to a young hip set, notable international and
local celebrities also shopped there.
Within the first few years, The House of
Merivale stopped stocking other Australian
designers in favour of Merivale’s own designs.
Manufacturing locally from their own factory
– staffed by highly trained seamstresses and
tailors – and producing around twenty-five new
garments each week, the label produced short
runs of each style, allowing them to stay ahead
of the market.
In 1966, Carnaby Street, London – known
globally as Peacock Alley – was lined with men’s
boutiques and was the world centre of male
fashion. Mods and other style-conscious young
men were challenging the view that shopping
was a female preoccupation. Racks of flashy,
fanciful clothes heralded a worldwide revolution
by revising the infrequently reinvented
parameters of menswear. Mirroring the kind of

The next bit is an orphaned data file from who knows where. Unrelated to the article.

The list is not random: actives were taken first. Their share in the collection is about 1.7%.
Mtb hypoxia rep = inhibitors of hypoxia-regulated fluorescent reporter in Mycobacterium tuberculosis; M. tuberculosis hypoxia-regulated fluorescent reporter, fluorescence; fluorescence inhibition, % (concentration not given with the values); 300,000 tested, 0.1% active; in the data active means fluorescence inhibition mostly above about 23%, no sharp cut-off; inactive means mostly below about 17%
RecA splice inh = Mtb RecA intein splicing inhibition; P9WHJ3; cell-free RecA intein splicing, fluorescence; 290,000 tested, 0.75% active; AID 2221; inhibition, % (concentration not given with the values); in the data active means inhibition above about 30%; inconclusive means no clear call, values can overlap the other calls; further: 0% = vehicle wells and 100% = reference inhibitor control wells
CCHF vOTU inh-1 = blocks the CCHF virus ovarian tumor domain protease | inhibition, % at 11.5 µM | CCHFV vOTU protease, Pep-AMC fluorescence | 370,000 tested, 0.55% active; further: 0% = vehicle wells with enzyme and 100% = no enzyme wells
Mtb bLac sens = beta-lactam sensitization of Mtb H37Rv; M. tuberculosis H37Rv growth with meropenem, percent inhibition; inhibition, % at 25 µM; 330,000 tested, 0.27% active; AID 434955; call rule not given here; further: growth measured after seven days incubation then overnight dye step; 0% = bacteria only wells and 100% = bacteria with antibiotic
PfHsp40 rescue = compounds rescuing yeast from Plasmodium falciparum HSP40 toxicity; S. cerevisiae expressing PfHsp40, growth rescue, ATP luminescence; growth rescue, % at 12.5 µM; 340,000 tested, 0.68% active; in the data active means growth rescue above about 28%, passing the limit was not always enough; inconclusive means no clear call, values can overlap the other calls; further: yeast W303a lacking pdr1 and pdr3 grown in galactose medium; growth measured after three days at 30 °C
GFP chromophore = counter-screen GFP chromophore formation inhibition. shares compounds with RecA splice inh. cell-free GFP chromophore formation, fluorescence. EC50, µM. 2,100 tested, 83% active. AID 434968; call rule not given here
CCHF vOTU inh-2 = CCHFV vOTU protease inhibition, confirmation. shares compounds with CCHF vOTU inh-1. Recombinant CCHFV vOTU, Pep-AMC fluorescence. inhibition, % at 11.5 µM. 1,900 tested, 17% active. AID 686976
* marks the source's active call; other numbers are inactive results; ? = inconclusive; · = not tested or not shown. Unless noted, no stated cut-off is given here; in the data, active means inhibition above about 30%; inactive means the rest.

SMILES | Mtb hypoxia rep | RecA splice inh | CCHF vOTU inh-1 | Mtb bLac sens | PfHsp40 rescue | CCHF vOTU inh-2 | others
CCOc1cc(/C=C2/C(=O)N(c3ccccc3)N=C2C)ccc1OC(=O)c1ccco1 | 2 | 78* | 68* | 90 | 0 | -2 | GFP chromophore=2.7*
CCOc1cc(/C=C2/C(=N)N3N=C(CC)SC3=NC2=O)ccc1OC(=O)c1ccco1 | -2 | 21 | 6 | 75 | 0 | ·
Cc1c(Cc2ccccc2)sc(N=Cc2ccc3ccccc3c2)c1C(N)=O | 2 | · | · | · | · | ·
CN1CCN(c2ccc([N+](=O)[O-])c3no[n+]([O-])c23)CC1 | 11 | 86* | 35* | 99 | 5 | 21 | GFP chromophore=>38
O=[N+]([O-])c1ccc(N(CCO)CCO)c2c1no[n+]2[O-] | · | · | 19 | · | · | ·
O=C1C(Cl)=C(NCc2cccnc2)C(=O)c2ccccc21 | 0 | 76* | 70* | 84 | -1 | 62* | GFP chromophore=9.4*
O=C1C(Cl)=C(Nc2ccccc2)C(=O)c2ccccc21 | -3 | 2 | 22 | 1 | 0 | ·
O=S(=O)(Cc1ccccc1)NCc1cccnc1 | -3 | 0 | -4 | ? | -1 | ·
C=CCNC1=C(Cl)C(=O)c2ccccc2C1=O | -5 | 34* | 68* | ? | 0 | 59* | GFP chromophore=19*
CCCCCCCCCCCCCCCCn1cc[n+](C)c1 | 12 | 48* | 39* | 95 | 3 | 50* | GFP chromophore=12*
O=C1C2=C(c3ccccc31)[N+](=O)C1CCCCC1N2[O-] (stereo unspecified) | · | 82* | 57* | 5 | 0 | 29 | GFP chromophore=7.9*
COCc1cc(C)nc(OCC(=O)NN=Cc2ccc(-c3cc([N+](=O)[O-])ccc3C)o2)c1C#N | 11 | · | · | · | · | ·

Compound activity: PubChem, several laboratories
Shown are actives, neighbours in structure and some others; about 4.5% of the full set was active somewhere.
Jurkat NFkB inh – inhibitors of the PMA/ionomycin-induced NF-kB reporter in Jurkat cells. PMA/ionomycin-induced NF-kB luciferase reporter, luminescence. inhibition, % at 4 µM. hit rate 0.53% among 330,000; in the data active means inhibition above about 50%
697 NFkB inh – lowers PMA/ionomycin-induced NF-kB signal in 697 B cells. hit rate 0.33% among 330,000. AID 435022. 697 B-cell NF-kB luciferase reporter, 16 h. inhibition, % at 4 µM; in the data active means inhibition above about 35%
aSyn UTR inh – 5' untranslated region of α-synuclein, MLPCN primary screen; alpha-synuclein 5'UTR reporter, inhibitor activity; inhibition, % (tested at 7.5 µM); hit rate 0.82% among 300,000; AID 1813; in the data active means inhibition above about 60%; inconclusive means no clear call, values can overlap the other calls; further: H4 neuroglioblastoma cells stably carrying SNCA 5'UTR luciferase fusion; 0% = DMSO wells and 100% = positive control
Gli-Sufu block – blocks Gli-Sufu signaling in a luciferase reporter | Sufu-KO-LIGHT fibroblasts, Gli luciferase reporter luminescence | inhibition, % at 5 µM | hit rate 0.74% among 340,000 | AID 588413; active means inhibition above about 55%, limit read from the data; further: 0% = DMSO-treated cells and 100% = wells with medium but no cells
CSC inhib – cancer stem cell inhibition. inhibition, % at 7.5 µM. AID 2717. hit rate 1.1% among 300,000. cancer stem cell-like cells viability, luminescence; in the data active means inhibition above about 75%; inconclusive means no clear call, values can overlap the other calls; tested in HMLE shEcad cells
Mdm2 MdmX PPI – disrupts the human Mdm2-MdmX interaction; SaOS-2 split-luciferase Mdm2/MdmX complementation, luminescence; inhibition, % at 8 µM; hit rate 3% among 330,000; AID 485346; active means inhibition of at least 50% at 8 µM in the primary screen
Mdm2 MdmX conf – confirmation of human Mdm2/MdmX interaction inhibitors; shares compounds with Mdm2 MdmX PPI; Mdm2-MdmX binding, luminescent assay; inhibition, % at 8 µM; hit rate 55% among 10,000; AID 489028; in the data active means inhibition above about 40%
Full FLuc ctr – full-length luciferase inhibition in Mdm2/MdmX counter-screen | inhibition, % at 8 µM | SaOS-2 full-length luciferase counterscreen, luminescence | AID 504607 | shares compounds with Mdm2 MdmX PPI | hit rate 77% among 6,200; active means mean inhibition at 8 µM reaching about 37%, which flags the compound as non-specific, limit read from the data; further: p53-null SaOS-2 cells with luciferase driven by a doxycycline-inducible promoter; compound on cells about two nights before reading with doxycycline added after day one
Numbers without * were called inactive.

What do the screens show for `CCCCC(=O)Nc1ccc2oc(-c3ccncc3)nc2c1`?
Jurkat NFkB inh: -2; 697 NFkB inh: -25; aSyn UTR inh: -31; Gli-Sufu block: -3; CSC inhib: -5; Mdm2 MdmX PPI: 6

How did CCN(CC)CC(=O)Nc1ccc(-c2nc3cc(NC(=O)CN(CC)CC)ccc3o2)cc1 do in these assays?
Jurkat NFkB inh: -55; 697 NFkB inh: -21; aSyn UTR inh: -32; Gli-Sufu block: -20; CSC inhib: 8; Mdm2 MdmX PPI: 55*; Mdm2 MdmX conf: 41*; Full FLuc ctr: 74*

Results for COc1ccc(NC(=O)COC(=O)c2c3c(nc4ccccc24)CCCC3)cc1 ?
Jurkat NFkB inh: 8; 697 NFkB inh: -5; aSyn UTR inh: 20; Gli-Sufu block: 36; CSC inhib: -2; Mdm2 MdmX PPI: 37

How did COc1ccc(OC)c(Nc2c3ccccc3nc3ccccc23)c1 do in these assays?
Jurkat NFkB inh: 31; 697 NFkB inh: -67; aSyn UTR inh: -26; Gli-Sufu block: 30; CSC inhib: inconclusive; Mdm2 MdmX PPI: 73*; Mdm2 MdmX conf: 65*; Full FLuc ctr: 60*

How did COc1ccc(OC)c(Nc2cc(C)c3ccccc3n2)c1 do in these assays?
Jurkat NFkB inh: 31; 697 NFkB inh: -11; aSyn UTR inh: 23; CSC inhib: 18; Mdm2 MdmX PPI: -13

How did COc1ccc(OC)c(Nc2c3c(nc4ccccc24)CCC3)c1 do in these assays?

attention given to women’s dress, presentation
became everything and men’s clothing became
more decorative and flamboyant.
In 1967, following international trends and
constant questions from clients to ‘design
something for my boyfriend’, the original Mr
John store opened in King Street, Sydney. One
of the first boutiques to retail fashionable
menswear, the Mr John stores gave a voice, look
and location to young Australian males bored
with conservative dress and attitudes.
With ranges of suits, shirts, trousers, leather
jackets, shoes and accessories in mix-and-match
separates, the look was daring, colourful,
sophisticated and suave. Separates like Blazer,